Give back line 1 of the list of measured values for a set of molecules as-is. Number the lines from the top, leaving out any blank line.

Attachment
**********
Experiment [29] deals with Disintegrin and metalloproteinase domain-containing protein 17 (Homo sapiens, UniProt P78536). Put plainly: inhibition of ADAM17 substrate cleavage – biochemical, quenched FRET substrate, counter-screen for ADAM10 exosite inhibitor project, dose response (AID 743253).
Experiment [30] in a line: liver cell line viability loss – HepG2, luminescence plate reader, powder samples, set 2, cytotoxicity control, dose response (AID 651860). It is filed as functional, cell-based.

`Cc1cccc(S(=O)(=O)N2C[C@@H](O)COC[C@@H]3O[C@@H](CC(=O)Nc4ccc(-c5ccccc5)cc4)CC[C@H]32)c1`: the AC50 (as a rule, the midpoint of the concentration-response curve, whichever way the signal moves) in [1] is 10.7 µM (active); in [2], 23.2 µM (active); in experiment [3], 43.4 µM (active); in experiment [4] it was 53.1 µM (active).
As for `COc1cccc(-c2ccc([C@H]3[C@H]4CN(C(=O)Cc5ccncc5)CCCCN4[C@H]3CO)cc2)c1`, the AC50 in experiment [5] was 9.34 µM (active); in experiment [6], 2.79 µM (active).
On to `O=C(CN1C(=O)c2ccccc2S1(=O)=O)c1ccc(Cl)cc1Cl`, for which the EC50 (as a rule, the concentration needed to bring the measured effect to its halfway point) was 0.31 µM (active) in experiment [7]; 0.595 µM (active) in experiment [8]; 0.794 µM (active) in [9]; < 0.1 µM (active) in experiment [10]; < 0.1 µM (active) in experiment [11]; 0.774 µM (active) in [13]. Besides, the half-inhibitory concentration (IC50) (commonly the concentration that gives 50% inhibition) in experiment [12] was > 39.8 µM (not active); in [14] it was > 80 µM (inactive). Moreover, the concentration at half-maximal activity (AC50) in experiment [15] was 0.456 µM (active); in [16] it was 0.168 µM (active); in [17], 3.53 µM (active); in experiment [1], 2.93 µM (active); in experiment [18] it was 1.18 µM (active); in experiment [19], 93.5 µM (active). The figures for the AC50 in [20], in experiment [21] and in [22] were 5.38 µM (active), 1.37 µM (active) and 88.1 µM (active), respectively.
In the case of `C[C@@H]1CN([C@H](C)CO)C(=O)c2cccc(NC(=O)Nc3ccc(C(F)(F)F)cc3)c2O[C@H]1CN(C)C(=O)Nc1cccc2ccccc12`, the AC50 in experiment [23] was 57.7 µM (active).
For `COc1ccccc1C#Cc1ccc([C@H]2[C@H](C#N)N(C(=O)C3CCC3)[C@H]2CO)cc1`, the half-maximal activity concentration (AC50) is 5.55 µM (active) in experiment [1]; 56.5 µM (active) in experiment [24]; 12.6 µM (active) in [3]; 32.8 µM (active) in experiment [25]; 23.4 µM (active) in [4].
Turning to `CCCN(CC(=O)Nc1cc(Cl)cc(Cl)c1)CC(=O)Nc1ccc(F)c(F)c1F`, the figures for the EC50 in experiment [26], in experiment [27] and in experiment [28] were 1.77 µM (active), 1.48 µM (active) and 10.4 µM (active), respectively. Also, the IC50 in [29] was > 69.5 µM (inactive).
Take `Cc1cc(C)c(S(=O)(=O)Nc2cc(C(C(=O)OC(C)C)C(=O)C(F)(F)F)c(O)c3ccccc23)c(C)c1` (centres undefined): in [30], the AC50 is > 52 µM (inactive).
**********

Experiment [29] deals with Disintegrin and metalloproteinase domain-containing protein 17 (Homo sapiens, UniProt P78536). Put plainly: inhibition of ADAM17 substrate cleavage – biochemical, quenched FRET substrate, counter-screen for ADAM10 exosite inhibitor project, dose response (AID 743253).